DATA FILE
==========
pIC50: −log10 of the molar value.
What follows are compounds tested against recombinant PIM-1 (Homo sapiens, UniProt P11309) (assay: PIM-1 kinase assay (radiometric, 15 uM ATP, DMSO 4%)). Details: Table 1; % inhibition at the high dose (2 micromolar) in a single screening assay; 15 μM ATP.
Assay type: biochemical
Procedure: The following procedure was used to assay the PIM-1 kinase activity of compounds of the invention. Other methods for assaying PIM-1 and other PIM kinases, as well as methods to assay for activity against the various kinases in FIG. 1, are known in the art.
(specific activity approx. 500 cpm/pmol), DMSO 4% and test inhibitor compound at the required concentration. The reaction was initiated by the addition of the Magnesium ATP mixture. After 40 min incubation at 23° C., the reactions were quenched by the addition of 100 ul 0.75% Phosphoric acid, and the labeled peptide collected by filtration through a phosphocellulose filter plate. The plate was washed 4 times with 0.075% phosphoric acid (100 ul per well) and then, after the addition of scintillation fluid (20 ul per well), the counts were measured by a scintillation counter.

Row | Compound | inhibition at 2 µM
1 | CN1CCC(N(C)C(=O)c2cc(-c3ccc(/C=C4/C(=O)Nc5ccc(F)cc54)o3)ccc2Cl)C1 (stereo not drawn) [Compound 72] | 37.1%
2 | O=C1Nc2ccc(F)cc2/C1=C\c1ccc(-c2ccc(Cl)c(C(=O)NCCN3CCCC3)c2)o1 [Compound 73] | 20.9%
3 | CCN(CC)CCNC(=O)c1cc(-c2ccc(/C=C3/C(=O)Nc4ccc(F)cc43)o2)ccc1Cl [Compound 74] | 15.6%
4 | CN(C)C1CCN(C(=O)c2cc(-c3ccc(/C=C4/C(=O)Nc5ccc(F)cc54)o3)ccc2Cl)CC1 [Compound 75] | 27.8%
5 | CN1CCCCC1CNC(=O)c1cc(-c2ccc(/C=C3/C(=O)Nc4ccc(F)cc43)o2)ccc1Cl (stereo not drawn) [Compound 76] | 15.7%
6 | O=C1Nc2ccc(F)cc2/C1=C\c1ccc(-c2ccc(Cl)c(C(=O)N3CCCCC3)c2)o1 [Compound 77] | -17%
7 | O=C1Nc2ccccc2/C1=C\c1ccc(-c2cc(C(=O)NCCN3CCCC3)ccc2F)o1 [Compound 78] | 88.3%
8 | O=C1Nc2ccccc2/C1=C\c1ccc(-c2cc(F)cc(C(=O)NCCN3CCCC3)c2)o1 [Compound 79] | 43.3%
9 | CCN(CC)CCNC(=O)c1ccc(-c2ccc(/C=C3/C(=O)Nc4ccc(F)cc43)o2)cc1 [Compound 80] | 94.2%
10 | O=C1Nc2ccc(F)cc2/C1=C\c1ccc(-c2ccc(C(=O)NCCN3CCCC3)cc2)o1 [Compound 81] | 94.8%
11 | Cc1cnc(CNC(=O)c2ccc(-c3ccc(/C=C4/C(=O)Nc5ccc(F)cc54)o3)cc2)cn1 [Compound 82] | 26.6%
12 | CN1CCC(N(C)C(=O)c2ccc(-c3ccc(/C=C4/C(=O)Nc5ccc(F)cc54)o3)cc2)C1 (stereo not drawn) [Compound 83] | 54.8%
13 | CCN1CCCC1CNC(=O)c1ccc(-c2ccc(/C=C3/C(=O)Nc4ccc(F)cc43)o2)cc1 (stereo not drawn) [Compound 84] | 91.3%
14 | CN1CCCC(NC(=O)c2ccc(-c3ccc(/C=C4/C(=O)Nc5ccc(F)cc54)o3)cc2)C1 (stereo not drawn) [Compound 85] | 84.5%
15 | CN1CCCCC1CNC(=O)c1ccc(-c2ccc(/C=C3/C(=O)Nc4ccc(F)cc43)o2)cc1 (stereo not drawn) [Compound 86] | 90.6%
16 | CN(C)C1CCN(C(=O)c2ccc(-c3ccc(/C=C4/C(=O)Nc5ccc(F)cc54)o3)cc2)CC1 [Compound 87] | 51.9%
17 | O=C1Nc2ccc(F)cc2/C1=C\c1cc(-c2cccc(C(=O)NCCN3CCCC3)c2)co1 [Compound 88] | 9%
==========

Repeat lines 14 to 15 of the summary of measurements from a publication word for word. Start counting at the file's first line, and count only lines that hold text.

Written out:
8 | O=C1Nc2ccccc2/C1=C\c1ccc(-c2cc(F)cc(C(=O)NCCN3CCCC3)c2)o1 [Compound 79] | 43.3%
9 | CCN(CC)CCNC(=O)c1ccc(-c2ccc(/C=C3/C(=O)Nc4ccc(F)cc43)o2)cc1 [Compound 80] | 94.2%